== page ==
I will start focusing on Side Control to Mount for the next month or so.  Really my plan is sweep, pass, mount, choke.  I’m going to explore every avenue in achieving the goal of pass. For revision in warm ups I will incorporate some of the cooperative resistance drills for Closed Guard to keep my timing sharp.


13 September 2010

My Love Affair with Sweeps

Broom Part of the last few days I’ve spent a fair bit of time drilling my guard sweeps and going over the basics of them.  The basics are fair from simple when it comes to sweeps.  You can’t really force a sweep. I want to make my sweeps feel effortless for me and my partner - I’m finding the best time is in the transitions of attacking and defending from guard.  Feeling where their weight is committed.

So with that in mind I’ve gone through the basics again of Scissor Sweep, Sitting Rollover sweep, Rolling Shoulder sweep and the Hook Sweep with all starting from closed guard.  They all have advantages and difficult timings.  I’m trying to identify for myself the exact timings to use on each one and also the likely blockages when I’m not doing the technique correctly.

For instance what I’m working on mainly is Scissor Sweep.  I picked this sweep specifically because:

  1. I like it
  2. I can get it but not as often as other sweeps
  3. Rickson Gracie likes it, and there is a good chance he will be teaching it in his seminar soon.

So what are some of the challenges I face for the Scissor Sweep?

  1. Partner puts all his weight down very low, to stop me from getting his weight onto my shin
  2. Opponent pushes down the knee the is across the belly pinning it
  3. Opponent doesn’t open his leg to the side that benefits me transitioning from closed guard to Scissor Sweep.

Still with these challenges I’ve also had some good wins with it.  Mainly the following little tips

  1. Grip, get it first before anything.
  2. Timing – Anticipate and feel their reaction
  3. Space,  don’t get cramped and have no room to move.
  4. Push Pull action to load up their weight onto your shin.
  5. Feel where their weight and posture is, understand it
  6. Drive with your grip hand and commit to coming up onto your knees into mount.
  7. All sweeps have a window of opportunity,  transition once that window is gone.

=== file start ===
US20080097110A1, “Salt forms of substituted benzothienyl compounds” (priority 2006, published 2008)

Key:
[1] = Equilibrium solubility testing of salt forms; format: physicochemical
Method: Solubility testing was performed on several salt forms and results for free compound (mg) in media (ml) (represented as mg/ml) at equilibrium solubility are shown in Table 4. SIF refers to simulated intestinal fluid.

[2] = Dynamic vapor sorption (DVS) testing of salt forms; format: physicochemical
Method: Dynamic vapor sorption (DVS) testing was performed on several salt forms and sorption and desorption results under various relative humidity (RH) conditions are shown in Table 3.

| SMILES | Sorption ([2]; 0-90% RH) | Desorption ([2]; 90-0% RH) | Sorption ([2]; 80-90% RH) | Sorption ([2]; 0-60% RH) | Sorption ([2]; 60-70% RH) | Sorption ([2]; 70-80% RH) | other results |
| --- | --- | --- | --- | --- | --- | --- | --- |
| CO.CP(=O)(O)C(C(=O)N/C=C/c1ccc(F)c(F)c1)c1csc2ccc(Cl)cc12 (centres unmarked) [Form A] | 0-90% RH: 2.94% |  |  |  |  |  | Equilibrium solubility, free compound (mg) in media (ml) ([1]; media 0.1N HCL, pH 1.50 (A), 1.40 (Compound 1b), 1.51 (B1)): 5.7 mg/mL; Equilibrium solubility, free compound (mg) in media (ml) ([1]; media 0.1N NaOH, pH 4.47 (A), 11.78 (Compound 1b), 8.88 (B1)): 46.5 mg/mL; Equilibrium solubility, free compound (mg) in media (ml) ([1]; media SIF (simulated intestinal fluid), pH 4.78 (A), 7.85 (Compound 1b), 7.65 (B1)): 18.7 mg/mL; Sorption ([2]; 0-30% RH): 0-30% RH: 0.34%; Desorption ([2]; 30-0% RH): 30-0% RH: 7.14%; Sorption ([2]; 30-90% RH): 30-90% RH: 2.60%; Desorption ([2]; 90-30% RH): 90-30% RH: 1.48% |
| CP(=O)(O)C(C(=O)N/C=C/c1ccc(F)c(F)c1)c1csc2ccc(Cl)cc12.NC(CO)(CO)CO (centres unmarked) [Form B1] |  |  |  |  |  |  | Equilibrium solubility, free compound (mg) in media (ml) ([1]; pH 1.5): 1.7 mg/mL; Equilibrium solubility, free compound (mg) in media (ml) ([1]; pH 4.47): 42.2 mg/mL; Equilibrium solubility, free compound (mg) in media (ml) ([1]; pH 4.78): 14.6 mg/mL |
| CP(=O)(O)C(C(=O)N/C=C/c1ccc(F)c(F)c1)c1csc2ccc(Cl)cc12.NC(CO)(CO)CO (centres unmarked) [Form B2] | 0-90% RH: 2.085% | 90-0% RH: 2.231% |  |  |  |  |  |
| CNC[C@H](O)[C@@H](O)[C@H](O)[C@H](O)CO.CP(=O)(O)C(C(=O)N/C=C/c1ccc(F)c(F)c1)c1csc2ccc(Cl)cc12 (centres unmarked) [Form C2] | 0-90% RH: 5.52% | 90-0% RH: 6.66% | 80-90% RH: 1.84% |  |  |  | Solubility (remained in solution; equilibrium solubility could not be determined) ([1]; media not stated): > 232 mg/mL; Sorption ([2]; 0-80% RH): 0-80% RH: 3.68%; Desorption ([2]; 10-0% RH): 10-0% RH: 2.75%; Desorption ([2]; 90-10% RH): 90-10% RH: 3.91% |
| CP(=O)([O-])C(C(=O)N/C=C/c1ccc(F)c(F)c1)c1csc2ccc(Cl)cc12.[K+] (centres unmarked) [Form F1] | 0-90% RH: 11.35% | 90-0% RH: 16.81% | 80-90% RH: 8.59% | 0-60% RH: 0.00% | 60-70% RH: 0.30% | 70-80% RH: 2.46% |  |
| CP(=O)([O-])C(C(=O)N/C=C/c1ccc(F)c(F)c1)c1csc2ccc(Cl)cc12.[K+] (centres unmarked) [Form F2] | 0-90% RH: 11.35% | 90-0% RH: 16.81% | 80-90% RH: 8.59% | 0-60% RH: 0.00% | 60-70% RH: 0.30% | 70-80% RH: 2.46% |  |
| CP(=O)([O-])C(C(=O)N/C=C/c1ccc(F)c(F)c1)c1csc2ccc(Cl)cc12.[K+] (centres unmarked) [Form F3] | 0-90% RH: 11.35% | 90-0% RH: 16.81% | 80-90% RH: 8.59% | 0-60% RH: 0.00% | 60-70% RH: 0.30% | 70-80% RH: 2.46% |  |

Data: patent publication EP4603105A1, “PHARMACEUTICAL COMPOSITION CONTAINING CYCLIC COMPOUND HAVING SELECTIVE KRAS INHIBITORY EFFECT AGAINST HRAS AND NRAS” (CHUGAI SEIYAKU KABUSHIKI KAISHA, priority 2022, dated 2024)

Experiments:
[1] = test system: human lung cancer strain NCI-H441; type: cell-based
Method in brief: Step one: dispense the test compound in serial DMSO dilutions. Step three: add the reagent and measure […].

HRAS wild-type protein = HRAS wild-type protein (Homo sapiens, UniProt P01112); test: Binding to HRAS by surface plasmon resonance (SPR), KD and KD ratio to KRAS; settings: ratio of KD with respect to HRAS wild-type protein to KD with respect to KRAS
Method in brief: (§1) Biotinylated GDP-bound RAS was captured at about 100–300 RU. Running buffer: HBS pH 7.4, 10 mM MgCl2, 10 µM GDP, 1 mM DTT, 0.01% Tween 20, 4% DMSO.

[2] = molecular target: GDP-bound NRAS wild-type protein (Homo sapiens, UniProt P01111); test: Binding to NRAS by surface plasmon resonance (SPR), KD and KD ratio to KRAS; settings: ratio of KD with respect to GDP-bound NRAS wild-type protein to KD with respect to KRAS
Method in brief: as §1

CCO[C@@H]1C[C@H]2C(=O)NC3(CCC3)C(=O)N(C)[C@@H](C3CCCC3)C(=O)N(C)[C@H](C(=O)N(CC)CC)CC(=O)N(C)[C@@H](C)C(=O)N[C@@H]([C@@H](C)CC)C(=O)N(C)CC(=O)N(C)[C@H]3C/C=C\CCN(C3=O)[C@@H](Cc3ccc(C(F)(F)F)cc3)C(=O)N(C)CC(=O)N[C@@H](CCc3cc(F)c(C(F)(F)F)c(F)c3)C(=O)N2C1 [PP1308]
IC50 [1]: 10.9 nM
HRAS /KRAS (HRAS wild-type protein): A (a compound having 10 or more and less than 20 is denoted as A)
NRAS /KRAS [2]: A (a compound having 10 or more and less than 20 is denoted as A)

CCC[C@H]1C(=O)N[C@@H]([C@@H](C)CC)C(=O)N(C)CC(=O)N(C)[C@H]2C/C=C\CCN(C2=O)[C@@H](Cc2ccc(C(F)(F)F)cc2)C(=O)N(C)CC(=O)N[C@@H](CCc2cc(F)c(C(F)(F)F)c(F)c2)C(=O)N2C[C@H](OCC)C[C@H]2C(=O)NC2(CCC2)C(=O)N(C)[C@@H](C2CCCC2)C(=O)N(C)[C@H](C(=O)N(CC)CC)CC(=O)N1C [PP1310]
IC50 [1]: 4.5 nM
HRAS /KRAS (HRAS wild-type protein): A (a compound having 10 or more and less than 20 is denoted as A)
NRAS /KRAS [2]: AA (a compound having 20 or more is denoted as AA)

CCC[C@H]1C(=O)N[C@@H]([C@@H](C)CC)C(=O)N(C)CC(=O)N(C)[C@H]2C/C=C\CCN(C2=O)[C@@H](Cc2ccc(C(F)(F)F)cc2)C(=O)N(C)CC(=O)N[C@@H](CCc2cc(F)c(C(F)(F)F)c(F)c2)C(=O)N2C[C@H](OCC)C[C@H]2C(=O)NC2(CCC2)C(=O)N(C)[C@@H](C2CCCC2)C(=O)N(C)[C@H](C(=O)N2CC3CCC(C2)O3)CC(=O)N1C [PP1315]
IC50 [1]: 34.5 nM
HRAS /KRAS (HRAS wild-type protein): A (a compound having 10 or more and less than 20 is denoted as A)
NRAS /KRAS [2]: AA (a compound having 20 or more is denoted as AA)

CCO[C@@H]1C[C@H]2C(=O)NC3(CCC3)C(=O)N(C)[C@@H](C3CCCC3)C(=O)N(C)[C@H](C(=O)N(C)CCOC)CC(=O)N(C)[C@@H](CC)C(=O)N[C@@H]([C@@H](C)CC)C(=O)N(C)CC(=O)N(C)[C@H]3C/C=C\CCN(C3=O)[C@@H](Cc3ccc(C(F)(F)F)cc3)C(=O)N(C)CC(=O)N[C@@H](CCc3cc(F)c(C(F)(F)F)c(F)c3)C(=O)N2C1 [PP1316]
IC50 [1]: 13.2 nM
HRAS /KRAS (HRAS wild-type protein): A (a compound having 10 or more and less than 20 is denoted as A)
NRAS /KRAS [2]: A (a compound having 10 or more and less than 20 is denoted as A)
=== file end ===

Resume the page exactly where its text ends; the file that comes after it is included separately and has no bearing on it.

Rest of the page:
08 September 2010

Drilling Resistance

Immovable_Object,_Irresistible_ForceI’ve been thinking recently about how much drilling I do.  I worked on a simple sequence  last Saturday that involved an action—>reaction—>action—>reaction round trip sequence.  While in cooperative drills I noticed one of my partners would do the moves, however when we moved to in the hole resistance drilling to train the timing etc he would not perform the moves required so I could get my timing.

I noticed that this actually stifled my ability to train working out the timings for reactions etc.  I’m of the camp that believes in repetition to increase muscle memory, and I’m starting to think that’s what I need to do to improve my reaction timing.

I sometimes feel a step behind in a live roll. I  know what to do, but I’m just not anticipating peoples reaction.  So I end up resisting their reaction instead of using it against them.  I want to make the other person feel like they are one step behind.

So I’m going to see how my strategy of focusing on resistance drilling develops, so for each of the ways we can resist I can feel comfortable in the transition.  From now on I’ll be asking my partners to use resistance, but limiting it to 4-5 options.  So that way I can practise my counters and timing as well.  Over time I hope to bring in more options to the drills.

Hope that makes sense!


27 August 2010

Denial vs Permission

yes_you_can One of the main things I’ve been looking at is the ability to use my grips effectively.  It’s tough to break someone down in the guard.  Naively we start out trying to pull the person down, then pull the person down while disrupting their posts, finally pull the person down while disrupting their posts and using your legs. I was okay at this, generally I was strong than most people, and all those three things made it easy for me.  However it’s a hard fight, and I’m trying to re-assess every part about how I think and perform in Jiu-Jitsu.

So I give them what they want now. I saw a very nice video of Renzo Gracie showing how to get a really deep grip from guard – unfortunately I can’t find it anymore! In essence the technique was to get up on one elbow and straight-arm push the persons shoulder with your other arm.  They react by pushing back, which in turns gives you the nice deep grip from guard. 

The principal behind the technique is more interesting though. He wants the deep grip, he them what they want to actually get what he wants…the deep grip.  So for me I’ve found pushing the person away, and threatening to do a sitting roll over sweep or switch out really forces them to willing come forward breaking their own posture.  Even once I’ve got the grip now, I try threaten their posture in all other directions including back, left and right.  If they aren’t stable, they fall over and I get an easy sweep.  Generally though, they have to react to keep stable, and that reaction is what I’m learning to exploit.

I guess what I’m trying to say is, once you’ve got the grip attack their base with it.  Don’t resist what they are doing, but take it to the extreme end of what they are doing.  If they want to try to break your grip, no problem as they push your hand away, you can release your grip and pull their arm for an arm drag.  If they sit back, no problem go with it and push them backwards.  If they try to hunker down, no problem…pull them in tight and attempt to submit them, above all force a reaction game to occur.